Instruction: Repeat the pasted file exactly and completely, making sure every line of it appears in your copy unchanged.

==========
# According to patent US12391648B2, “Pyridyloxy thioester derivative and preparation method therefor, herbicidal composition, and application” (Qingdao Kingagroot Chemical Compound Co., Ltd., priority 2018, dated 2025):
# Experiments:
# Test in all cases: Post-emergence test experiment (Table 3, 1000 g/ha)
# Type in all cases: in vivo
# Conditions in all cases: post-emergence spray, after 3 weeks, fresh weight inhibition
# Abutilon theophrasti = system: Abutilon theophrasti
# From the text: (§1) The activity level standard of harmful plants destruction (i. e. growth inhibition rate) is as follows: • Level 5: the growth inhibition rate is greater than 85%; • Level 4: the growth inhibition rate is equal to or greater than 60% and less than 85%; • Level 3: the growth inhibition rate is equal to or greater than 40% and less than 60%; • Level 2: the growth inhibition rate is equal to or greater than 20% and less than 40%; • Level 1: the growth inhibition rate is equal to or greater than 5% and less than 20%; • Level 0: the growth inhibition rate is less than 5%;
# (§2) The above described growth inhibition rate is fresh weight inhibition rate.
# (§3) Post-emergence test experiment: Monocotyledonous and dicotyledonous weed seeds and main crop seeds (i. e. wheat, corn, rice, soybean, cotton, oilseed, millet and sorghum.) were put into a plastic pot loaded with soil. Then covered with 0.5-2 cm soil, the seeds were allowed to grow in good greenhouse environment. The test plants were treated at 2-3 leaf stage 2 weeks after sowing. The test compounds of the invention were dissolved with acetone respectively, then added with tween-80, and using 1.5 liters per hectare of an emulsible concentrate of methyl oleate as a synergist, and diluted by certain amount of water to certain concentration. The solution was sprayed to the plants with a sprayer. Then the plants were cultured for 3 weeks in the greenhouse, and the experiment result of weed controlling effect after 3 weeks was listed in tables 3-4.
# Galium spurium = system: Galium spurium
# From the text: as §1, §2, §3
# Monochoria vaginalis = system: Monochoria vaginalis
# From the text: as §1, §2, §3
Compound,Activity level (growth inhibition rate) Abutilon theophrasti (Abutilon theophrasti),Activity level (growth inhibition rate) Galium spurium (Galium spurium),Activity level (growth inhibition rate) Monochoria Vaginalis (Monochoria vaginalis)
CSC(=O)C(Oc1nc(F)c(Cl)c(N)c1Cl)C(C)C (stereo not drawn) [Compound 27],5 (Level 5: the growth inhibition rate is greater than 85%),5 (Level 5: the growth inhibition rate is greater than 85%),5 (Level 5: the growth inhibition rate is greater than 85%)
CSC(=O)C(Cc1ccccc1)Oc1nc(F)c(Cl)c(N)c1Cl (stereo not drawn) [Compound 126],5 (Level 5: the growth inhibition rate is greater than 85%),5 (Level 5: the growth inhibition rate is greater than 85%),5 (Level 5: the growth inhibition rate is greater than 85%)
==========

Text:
# According to patent US12391648B2, “Pyridyloxy thioester derivative and preparation method therefor, herbicidal composition, and application” (Qingdao Kingagroot Chemical Compound Co., Ltd., priority 2018, dated 2025):
# Experiments:
# Test in all cases: Post-emergence test experiment (Table 3, 1000 g/ha)
# Type in all cases: in vivo
# Conditions in all cases: post-emergence spray, after 3 weeks, fresh weight inhibition
# Abutilon theophrasti = system: Abutilon theophrasti
# From the text: (§1) The activity level standard of harmful plants destruction (i. e. growth inhibition rate) is as follows: • Level 5: the growth inhibition rate is greater than 85%; • Level 4: the growth inhibition rate is equal to or greater than 60% and less than 85%; • Level 3: the growth inhibition rate is equal to or greater than 40% and less than 60%; • Level 2: the growth inhibition rate is equal to or greater than 20% and less than 40%; • Level 1: the growth inhibition rate is equal to or greater than 5% and less than 20%; • Level 0: the growth inhibition rate is less than 5%;
# (§2) The above described growth inhibition rate is fresh weight inhibition rate.
# (§3) Post-emergence test experiment: Monocotyledonous and dicotyledonous weed seeds and main crop seeds (i. e. wheat, corn, rice, soybean, cotton, oilseed, millet and sorghum.) were put into a plastic pot loaded with soil. Then covered with 0.5-2 cm soil, the seeds were allowed to grow in good greenhouse environment. The test plants were treated at 2-3 leaf stage 2 weeks after sowing. The test compounds of the invention were dissolved with acetone respectively, then added with tween-80, and using 1.5 liters per hectare of an emulsible concentrate of methyl oleate as a synergist, and diluted by certain amount of water to certain concentration. The solution was sprayed to the plants with a sprayer. Then the plants were cultured for 3 weeks in the greenhouse, and the experiment result of weed controlling effect after 3 weeks was listed in tables 3-4.
# Galium spurium = system: Galium spurium
# From the text: as §1, §2, §3
# Monochoria vaginalis = system: Monochoria vaginalis
# From the text: as §1, §2, §3
Compound,Activity level (growth inhibition rate) Abutilon theophrasti (Abutilon theophrasti),Activity level (growth inhibition rate) Galium spurium (Galium spurium),Activity level (growth inhibition rate) Monochoria Vaginalis (Monochoria vaginalis)
CSC(=O)C(Oc1nc(F)c(Cl)c(N)c1Cl)C(C)C (stereo not drawn) [Compound 27],5 (Level 5: the growth inhibition rate is greater than 85%),5 (Level 5: the growth inhibition rate is greater than 85%),5 (Level 5: the growth inhibition rate is greater than 85%)
CSC(=O)C(Cc1ccccc1)Oc1nc(F)c(Cl)c(N)c1Cl (stereo not drawn) [Compound 126],5 (Level 5: the growth inhibition rate is greater than 85%),5 (Level 5: the growth inhibition rate is greater than 85%),5 (Level 5: the growth inhibition rate is greater than 85%)